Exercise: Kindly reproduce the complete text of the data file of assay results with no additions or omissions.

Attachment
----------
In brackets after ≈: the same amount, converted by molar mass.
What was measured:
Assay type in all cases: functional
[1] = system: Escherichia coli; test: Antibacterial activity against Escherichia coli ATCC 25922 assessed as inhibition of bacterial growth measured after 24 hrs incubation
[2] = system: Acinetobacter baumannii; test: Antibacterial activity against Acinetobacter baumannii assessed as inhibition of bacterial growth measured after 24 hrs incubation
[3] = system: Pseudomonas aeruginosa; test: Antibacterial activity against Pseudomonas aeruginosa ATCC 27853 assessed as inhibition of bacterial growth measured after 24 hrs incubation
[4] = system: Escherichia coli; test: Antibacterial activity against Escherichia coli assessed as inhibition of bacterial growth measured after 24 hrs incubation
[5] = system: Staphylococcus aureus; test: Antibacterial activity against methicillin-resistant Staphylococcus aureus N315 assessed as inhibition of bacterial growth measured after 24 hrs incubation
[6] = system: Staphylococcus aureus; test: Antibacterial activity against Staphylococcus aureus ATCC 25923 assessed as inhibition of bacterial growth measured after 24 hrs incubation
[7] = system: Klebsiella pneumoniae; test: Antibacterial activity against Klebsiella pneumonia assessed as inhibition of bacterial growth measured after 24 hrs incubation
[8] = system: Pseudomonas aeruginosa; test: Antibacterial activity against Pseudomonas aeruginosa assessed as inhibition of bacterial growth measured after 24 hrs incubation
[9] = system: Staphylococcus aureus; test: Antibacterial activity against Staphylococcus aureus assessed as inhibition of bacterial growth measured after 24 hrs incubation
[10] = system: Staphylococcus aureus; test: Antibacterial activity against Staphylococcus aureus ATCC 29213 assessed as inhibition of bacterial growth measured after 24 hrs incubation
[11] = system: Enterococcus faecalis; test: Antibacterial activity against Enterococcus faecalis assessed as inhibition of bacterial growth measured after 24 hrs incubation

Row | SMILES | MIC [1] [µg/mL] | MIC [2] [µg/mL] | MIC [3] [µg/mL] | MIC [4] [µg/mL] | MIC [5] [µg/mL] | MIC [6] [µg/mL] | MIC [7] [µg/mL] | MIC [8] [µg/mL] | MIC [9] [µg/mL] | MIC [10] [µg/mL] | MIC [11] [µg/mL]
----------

In brackets after ≈: the same amount, converted by molar mass.
What was measured:
Assay type in all cases: functional
[1] = system: Escherichia coli; test: Antibacterial activity against Escherichia coli ATCC 25922 assessed as inhibition of bacterial growth measured after 24 hrs incubation
[2] = system: Acinetobacter baumannii; test: Antibacterial activity against Acinetobacter baumannii assessed as inhibition of bacterial growth measured after 24 hrs incubation
[3] = system: Pseudomonas aeruginosa; test: Antibacterial activity against Pseudomonas aeruginosa ATCC 27853 assessed as inhibition of bacterial growth measured after 24 hrs incubation
[4] = system: Escherichia coli; test: Antibacterial activity against Escherichia coli assessed as inhibition of bacterial growth measured after 24 hrs incubation
[5] = system: Staphylococcus aureus; test: Antibacterial activity against methicillin-resistant Staphylococcus aureus N315 assessed as inhibition of bacterial growth measured after 24 hrs incubation
[6] = system: Staphylococcus aureus; test: Antibacterial activity against Staphylococcus aureus ATCC 25923 assessed as inhibition of bacterial growth measured after 24 hrs incubation
[7] = system: Klebsiella pneumoniae; test: Antibacterial activity against Klebsiella pneumonia assessed as inhibition of bacterial growth measured after 24 hrs incubation
[8] = system: Pseudomonas aeruginosa; test: Antibacterial activity against Pseudomonas aeruginosa assessed as inhibition of bacterial growth measured after 24 hrs incubation
[9] = system: Staphylococcus aureus; test: Antibacterial activity against Staphylococcus aureus assessed as inhibition of bacterial growth measured after 24 hrs incubation
[10] = system: Staphylococcus aureus; test: Antibacterial activity against Staphylococcus aureus ATCC 29213 assessed as inhibition of bacterial growth measured after 24 hrs incubation
[11] = system: Enterococcus faecalis; test: Antibacterial activity against Enterococcus faecalis assessed as inhibition of bacterial growth measured after 24 hrs incubation

Row | SMILES | MIC [1] [µg/mL] | MIC [2] [µg/mL] | MIC [3] [µg/mL] | MIC [4] [µg/mL] | MIC [5] [µg/mL] | MIC [6] [µg/mL] | MIC [7] [µg/mL] | MIC [8] [µg/mL] | MIC [9] [µg/mL] | MIC [10] [µg/mL] | MIC [11] [µg/mL]